You’re not gonna have the best posture, especially towards the end of the night, but I have noticed that if I don’t use my harness and when I don’t use my back the next day, next two three days in fact, I feel like an old man.
That’s just something to take into account Nicole, having a good, especially if you’ve got two cameras working at the same time, one of each shoulder, having a harness is good.
I think there’s several other brands, there’s the R strap I’ve used, I didn’t really like, it was just a thing across the chest, yeah just didn’t work for me.
There’s several other, there’s holsters where you can have that links at the bottom of your cameras and they just holster on to you … There’s a base and they holster on to that. I think it’s called the spider holster I think.You just gotta try these things and see what works for you.
To finish off with camera bags, you gotta carry all your stuff and I find having a little wheelie bag, if you got a bit of equipment, especially if you’ve got say two cameras and then you got a third one in your bag if it’s a back up or if you’ve got several other lenses or maybe you know a few flashes and batteries, that type of thing.
Having a wheelie bag saves your back. If you’ve only got a little bit of equipment, a back pack is fine and then obviously you’ll take it off and store it somewhere, the same applies with wheelie bag. I use the Think tank bags.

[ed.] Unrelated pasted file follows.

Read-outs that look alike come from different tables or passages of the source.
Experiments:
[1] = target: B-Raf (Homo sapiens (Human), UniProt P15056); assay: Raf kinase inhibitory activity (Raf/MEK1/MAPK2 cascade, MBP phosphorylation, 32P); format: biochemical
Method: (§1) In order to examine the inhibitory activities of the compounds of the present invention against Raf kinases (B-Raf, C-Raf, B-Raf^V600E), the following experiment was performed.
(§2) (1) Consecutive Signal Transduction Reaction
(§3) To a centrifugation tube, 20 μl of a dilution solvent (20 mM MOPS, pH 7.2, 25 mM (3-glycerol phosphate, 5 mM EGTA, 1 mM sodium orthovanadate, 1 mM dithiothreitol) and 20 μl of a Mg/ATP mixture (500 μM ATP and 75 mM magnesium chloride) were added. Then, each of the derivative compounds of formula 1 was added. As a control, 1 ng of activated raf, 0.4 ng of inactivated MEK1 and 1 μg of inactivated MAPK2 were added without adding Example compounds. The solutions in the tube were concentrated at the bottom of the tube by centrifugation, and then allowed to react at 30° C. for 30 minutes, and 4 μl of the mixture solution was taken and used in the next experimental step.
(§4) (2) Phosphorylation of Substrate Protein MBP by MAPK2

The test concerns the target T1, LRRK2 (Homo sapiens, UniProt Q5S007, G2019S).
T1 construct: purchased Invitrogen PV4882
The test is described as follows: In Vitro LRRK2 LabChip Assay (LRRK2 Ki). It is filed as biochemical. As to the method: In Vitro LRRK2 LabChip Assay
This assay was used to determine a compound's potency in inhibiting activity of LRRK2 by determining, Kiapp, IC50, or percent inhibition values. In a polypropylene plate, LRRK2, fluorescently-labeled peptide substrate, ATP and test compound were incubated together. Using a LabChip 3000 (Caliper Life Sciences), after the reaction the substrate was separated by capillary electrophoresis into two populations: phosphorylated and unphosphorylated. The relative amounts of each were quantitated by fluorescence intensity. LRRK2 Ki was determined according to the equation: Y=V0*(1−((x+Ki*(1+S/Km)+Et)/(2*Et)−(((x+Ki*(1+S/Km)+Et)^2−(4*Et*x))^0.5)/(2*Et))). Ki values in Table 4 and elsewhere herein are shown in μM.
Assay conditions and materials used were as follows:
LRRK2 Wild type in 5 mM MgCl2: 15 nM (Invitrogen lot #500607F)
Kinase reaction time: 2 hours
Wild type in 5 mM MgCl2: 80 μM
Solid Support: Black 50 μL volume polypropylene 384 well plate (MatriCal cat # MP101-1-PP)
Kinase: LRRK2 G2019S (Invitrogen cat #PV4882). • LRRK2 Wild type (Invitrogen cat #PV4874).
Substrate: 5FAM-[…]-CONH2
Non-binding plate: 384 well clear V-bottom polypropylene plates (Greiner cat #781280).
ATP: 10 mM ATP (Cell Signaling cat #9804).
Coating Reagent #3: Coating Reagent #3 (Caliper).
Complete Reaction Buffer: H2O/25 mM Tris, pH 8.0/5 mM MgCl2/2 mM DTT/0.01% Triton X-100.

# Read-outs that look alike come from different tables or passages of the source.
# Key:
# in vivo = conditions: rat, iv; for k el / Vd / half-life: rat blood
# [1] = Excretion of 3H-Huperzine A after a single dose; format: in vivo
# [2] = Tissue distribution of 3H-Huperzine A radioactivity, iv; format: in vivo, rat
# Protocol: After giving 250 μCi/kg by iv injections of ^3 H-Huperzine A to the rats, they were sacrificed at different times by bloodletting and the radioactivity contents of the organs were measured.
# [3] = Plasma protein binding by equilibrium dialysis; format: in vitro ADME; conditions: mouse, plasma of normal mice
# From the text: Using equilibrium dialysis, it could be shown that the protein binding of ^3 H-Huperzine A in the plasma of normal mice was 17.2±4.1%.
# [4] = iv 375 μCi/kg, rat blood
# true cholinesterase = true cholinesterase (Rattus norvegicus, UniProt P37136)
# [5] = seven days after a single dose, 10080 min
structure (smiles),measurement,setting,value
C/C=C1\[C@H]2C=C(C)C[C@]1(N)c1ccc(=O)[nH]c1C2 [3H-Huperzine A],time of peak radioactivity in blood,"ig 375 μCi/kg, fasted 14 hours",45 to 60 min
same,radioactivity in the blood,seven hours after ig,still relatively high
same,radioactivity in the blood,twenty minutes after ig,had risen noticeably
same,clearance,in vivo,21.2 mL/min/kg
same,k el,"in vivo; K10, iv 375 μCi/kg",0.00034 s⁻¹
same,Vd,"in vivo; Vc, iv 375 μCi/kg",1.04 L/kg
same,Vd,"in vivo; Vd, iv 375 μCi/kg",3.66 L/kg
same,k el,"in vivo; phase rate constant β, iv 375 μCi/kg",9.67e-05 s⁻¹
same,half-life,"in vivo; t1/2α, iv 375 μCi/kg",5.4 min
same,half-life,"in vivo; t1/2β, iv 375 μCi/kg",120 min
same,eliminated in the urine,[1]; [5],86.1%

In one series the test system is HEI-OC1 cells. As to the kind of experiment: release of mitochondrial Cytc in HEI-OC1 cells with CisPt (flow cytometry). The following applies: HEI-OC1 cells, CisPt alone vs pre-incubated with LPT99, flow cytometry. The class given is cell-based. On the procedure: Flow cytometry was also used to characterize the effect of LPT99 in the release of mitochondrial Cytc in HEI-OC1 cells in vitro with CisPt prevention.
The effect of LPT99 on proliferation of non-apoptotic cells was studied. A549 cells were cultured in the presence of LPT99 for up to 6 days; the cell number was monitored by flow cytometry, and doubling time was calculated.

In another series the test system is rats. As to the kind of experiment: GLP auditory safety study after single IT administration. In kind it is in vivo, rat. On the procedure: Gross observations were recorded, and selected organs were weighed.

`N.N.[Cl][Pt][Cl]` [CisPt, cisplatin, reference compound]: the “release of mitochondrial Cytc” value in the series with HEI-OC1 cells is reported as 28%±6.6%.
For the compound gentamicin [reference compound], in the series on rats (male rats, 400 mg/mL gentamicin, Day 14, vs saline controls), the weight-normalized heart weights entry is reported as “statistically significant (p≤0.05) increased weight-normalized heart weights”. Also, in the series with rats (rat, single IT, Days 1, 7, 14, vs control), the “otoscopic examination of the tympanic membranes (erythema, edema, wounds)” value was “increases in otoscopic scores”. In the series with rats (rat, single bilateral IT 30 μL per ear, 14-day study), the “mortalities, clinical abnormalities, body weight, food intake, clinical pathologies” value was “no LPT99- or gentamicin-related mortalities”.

Obviously you can use Lowepro as well, but with the Thinktank bags I like how the bag has a little wire, which has a lock, now I can just fix it to a table or something, no one’s gonna steal it and the bag itself has a lock itself so yeah, doesn’t stop people from using bolt cutters but if you make it harder for them it’s better for you.
Also I do use a lens bag as well, so if I’ve just got one camera and I’ve either got the second body in the bag or I’ve got say one camera and a flash and one other lens in this little lens bag, that’s also made by Thinktank and that works quite well.
If you load up too much and you’re on you’re feet for a long time it can hurt your shoulders but having proper camera straps and using a camera harness will help you with that.